When we visited:
We visited on a sunny Sunday in July when the park was busy, but not at maximum capacity
What age is Longleat best for:
Best for: Children aged 2-12 years
Still good fun for: Children aged 13+ years
How much does it cost?
- Gate prices: Adults £34.95, children 3-15 £26.20, under 3s free
- Online prices: Adults £29.70, children 3-15 £22.27, under 3s free
- £10 upgrade per person gives you access for a 2nd day if you are staying in the area
Are there discounts or cheap tickets available for Longleat Safari & Adventure Park?
Yes, at the time of publication Picniq offered 30% off tickets. If you shop at Tesco, you can turn every £0.50 of Clubcard vouchers into £1.50 to spend at Longleat.
Any extra charges once I’m there?
As you would expect, there are numerous gift shops to tempt you. Some, situated within exit areas from a ride for example, are hard to avoid but they did at least include pocket money options.
There is also an option to buy a photo package after the boat trip, but this would be easy to decline for those not interested.
We’d also read up about the VIP animal encounters before we set off, but these are really in the very special treat price range.
How long will we spend at Longleat Safari & Adventure Park?
We had planned to be at Longleat when it opened, but busy Sunday traffic delayed us slightly. We ate lunch as we walked round Longleat, but still struggled to fit everything in before closing time. We would all have happily spent 2 days enjoying everything on offer.
What does Longleat offer for families?
Longleat is a fantastic day out for families. In short, you have 3 main elements – the safari park, the attractions around the main square, and the house. Unfortunately, we ran out of time to go inside the house, even though this was included in our ticket price. The exterior and grounds are beautiful though.
What shouldn’t be missed?
We all thoroughly enjoyed our trip, even with our range of ages.
Highlights for us were:
- We started by parking at the African Village (accessible on foot), and before we’d even left the car park, we could see a new baby giraffe close by with its mum
- Best of all, there’s a chance to get up close to the giraffes from a brilliant viewing platform that they feed from
- There’s also a lemur walk through in this area and a conservation centre
- A highlight we discovered on the day is that you can pay just £5 per person extra for a VIP jeep safari through the monkey enclosure – about 40 minutes long and worth every penny
- The main safari drive, guided by a free CD provided at the gate. This gave a handy commentary through the whole safari park and described the occupants of each enclosure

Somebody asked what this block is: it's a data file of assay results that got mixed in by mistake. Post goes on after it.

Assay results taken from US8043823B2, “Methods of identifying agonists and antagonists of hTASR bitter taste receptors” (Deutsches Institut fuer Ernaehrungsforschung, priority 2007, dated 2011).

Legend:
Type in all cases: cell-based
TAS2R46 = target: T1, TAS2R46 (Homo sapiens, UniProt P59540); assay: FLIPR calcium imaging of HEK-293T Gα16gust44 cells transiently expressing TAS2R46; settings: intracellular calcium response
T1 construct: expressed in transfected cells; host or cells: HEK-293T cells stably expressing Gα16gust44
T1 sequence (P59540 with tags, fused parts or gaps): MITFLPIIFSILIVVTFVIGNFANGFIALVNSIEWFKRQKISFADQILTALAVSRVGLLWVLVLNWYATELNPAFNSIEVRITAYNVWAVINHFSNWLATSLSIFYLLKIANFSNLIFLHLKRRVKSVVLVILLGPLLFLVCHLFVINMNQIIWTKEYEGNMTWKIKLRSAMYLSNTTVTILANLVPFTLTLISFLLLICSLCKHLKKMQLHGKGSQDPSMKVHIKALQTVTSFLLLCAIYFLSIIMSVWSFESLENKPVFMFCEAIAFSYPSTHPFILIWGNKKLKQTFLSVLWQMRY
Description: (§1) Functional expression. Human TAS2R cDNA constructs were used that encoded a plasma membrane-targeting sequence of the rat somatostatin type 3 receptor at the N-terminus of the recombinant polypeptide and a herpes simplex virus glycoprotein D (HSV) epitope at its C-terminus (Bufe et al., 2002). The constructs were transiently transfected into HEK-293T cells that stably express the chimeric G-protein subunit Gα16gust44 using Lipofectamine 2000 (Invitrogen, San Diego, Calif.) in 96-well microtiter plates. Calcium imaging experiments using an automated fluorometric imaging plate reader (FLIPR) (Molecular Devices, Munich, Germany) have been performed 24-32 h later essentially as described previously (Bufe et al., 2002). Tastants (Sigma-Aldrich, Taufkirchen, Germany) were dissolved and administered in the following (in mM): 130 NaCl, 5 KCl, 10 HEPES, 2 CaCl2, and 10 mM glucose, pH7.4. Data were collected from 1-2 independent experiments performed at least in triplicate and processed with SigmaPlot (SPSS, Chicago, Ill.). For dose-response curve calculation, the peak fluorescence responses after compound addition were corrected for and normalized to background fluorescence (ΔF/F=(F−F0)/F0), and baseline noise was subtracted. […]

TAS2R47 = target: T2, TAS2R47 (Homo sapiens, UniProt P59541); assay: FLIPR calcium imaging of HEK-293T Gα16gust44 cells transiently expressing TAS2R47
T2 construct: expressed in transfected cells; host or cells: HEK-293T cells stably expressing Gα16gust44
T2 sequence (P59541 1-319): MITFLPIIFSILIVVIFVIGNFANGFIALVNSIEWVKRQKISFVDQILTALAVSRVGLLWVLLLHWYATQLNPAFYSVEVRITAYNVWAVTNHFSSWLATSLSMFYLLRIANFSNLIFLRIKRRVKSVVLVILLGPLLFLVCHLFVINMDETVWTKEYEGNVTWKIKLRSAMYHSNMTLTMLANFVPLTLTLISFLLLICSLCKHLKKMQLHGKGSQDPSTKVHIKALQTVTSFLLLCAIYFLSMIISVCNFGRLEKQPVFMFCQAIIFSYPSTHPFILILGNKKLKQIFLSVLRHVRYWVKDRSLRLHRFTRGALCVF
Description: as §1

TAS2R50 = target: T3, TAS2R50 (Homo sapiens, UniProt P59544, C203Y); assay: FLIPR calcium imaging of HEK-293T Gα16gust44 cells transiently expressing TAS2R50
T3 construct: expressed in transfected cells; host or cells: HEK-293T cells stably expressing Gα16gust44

- Nothing is guaranteed with animals, but when we visited we were able to get great pictures of many of the residents
Is it easy to navigate?
Yes – as well as a CD, you are given a paper map when you arrive at Longleat. You don’t need this to get through the safari park, but it does help you plan the rest of your day. It also highlights where the toilets are, although we found plenty sign-posted in all areas.
We followed the herds when we got there and decided to head to the safari park first, as this was the main attraction for us. However, you can avoid some queues, especially for the boat trip, if you head to the main square first and do the safari park later.
What’s the Longleat VIP jeep safari like?
Great. All 5 of us fitted comfortably in the zebra-patterned jeep with our driver. Before we entered the monkey area he spotted the park’s resident elephant, Anne, in prime position, so drove us up to meet her first.
Once we were inside the monkey enclosure we were able to sit back and watch without the worry of our own car being damaged and we were able to spend more time in this area. I’m not sure I can remember the last time we all laughed so much. The monkeys were great fun and I’d highly recommend this additional outlay – it’s worth every penny!
Is there a risk of the animals damaging your car?
Yes, but if you are concerned about the condition of your car there is an option to bypass the monkey area. We went through on the Jeep tour, but we saw many cars had lost wipers and bits of trim.
Can you get out of your car during the safari at Longleat Safari & Adventure Park?
In most areas your doors and windows need to be firmly shut – but there are more relaxed opportunities too. For example, there is an option to buy deer food to feed the occupants of the deer park.
Be warned though – I’m an animal lover and fairly unshakeable around four-legged furries, but a couple of deer were fairly persistently nibbling at my shoulder when their feed pellets didn’t appear quickly enough. I found this funny but less anyone less confident with animals might feel a bit on edge at this point.
Your car is also likely to be left a little muddy and deer-dribbled if you chose to stop off here. Again, you can bypass if this isn’t for you.
What’s the Jungle Cruise like?
This was where we could have benefitted from some inside info. We queued for about 40 minutes for our boat. It’s not a huge length of time, but the kids went from a real high of their animal encounters to a bit of a low here, waiting a little bored in the heat.